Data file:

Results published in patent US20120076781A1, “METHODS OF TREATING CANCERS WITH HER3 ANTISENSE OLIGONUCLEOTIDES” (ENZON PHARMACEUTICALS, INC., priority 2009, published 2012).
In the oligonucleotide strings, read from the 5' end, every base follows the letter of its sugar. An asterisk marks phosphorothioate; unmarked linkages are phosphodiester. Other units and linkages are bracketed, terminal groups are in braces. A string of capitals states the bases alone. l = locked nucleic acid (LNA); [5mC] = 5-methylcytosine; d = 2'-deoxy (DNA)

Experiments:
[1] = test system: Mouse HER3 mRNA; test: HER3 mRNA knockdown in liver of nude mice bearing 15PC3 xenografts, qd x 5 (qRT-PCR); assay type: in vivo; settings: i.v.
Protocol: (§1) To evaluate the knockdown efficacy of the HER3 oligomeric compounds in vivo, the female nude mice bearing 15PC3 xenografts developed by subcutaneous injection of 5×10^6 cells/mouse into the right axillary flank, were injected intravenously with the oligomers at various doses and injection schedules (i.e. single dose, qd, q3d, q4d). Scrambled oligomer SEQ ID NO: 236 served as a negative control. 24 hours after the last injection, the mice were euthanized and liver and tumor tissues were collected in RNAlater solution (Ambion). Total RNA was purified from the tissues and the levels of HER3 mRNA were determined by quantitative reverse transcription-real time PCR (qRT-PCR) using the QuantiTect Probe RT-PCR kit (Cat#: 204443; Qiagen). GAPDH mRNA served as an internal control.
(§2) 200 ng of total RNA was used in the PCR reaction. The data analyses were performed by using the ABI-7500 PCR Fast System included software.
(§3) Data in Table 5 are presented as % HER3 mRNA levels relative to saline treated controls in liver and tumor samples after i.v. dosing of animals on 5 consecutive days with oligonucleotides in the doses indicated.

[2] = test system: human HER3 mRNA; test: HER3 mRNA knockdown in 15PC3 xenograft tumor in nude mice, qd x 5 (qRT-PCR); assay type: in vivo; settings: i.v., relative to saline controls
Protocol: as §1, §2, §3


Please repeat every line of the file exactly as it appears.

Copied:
Results published in patent US20120076781A1, “METHODS OF TREATING CANCERS WITH HER3 ANTISENSE OLIGONUCLEOTIDES” (ENZON PHARMACEUTICALS, INC., priority 2009, published 2012).
In the oligonucleotide strings, read from the 5' end, every base follows the letter of its sugar. An asterisk marks phosphorothioate; unmarked linkages are phosphodiester. Other units and linkages are bracketed, terminal groups are in braces. A string of capitals states the bases alone. l = locked nucleic acid (LNA); [5mC] = 5-methylcytosine; d = 2'-deoxy (DNA)

Experiments:
[1] = test system: Mouse HER3 mRNA; test: HER3 mRNA knockdown in liver of nude mice bearing 15PC3 xenografts, qd x 5 (qRT-PCR); assay type: in vivo; settings: i.v.
Protocol: (§1) To evaluate the knockdown efficacy of the HER3 oligomeric compounds in vivo, the female nude mice bearing 15PC3 xenografts developed by subcutaneous injection of 5×10^6 cells/mouse into the right axillary flank, were injected intravenously with the oligomers at various doses and injection schedules (i.e. single dose, qd, q3d, q4d). Scrambled oligomer SEQ ID NO: 236 served as a negative control. 24 hours after the last injection, the mice were euthanized and liver and tumor tissues were collected in RNAlater solution (Ambion). Total RNA was purified from the tissues and the levels of HER3 mRNA were determined by quantitative reverse transcription-real time PCR (qRT-PCR) using the QuantiTect Probe RT-PCR kit (Cat#: 204443; Qiagen). GAPDH mRNA served as an internal control.
(§2) 200 ng of total RNA was used in the PCR reaction. The data analyses were performed by using the ABI-7500 PCR Fast System included software.
(§3) Data in Table 5 are presented as % HER3 mRNA levels relative to saline treated controls in liver and tumor samples after i.v. dosing of animals on 5 consecutive days with oligonucleotides in the doses indicated.

[2] = test system: human HER3 mRNA; test: HER3 mRNA knockdown in 15PC3 xenograft tumor in nude mice, qd x 5 (qRT-PCR); assay type: in vivo; settings: i.v., relative to saline controls
Protocol: as §1, §2, §3